James Salter’s Phillip Bowman survives two sinking ships in WWII. Then he comes home, gets a job as an editor, then gets married, then gets divorced after a while, then bounces from woman to woman like a beach ball tossed around in a football stadium. He has a couple of intense love affairs, one of which he hopes will end in marriage, but ends up with a big-time betrayal instead, so he goes back to bouncing from woman to woman again. Through all this his job is good. He gets to go to Europe a lot. He has a colleague/friend who pops into the story from time to time. He seems to be living a life much like Phillip’s except he has worse luck, but he drops out after a while and we don’t really miss him.
That’s pretty all of All That Is with a lot of character description and sex thrown in for mortar, but they don’t do anything to drive the story, to keep that dramatic tension (do I use that phrase too much?) building. Mostly, Bowman lives a self-indulgent, harmless kind of life. He does do one reprehensible thing, and we think less of him for it, but he doesn’t seem to think less of himself.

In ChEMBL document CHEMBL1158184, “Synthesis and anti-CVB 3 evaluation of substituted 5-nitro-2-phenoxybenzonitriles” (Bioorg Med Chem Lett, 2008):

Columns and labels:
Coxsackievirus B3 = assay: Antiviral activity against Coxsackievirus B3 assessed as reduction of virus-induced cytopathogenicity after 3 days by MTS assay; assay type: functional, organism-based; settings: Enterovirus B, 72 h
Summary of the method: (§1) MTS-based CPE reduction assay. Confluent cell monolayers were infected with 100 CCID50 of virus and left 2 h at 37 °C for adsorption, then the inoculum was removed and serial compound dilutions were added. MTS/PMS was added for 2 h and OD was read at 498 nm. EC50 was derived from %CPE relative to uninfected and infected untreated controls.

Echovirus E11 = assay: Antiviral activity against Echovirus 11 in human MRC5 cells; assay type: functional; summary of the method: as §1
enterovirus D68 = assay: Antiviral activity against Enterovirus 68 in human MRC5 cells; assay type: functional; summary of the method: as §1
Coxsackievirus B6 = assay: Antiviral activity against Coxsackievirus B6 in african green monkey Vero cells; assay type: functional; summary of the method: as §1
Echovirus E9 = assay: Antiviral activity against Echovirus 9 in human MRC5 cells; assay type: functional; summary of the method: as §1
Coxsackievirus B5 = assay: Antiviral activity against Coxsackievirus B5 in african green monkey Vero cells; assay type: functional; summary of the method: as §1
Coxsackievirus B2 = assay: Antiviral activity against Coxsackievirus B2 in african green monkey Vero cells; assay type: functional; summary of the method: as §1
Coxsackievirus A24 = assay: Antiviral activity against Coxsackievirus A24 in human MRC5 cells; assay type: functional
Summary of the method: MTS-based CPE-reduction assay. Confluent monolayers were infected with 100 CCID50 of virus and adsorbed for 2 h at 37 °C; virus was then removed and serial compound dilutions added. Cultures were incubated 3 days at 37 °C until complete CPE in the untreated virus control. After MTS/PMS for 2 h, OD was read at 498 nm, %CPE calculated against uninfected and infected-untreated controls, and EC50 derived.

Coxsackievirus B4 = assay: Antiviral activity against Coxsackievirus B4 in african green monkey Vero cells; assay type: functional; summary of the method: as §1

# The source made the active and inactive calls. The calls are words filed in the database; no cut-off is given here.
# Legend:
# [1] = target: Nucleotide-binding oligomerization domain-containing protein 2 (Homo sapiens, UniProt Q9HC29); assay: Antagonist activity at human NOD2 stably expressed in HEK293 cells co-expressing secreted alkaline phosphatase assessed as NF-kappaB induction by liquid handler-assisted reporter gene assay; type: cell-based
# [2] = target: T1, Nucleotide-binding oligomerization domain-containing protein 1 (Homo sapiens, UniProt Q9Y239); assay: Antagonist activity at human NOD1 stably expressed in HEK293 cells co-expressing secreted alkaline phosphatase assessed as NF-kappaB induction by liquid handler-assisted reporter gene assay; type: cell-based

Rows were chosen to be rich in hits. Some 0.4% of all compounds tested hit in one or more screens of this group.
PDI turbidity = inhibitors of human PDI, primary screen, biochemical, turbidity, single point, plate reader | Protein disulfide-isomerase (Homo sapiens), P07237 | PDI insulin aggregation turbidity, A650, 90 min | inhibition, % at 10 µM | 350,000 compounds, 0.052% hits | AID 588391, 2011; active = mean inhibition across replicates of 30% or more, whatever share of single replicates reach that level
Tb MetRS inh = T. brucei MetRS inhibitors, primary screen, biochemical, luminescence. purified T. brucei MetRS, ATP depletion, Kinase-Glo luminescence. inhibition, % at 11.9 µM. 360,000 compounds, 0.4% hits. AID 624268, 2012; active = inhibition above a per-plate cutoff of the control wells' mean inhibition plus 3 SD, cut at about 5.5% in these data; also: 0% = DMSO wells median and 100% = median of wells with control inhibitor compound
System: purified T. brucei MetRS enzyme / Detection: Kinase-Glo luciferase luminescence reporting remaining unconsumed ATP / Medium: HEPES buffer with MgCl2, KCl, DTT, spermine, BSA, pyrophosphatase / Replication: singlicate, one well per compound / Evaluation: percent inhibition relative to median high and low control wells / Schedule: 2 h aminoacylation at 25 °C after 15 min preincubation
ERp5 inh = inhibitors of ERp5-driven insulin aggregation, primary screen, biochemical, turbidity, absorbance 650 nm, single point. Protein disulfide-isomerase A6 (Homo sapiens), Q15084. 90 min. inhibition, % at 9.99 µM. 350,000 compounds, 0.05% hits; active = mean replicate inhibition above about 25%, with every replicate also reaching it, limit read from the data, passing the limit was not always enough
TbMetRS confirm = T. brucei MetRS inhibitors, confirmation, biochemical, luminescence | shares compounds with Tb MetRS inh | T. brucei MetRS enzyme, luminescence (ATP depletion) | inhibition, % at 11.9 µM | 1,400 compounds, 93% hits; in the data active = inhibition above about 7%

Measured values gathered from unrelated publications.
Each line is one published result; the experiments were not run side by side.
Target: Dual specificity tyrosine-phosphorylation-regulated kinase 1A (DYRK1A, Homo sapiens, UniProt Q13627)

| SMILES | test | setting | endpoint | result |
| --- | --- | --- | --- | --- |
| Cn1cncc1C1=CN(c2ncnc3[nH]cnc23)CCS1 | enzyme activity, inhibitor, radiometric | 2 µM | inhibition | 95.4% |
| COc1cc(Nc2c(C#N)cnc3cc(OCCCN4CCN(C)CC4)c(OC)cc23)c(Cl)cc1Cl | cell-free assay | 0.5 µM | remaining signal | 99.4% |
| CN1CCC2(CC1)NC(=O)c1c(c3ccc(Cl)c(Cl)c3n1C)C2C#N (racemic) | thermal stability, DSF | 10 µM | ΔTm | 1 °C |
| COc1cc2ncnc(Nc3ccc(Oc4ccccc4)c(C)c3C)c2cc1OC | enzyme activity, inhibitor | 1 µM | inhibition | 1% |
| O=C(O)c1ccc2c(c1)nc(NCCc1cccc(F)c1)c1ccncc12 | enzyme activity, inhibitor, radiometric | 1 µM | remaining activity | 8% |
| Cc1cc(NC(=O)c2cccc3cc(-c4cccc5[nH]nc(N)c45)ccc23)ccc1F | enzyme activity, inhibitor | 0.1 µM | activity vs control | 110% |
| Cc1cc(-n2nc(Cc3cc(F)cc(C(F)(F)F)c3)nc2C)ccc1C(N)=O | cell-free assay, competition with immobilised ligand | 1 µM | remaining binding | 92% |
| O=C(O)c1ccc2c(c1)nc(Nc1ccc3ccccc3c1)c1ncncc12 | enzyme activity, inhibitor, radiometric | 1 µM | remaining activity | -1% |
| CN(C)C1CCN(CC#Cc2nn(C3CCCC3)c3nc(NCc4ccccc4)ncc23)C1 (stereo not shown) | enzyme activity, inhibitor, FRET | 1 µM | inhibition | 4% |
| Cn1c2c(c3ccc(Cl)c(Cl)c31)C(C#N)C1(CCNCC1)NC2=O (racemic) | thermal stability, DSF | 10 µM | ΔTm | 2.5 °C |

So, when we leave him, he’s thirty or so years older than when we first met him, and neither he nor we seem to have profited in any way from the time we spent together. So I’ll bid him farewell and hope he develops some meaning to his beach ball existence.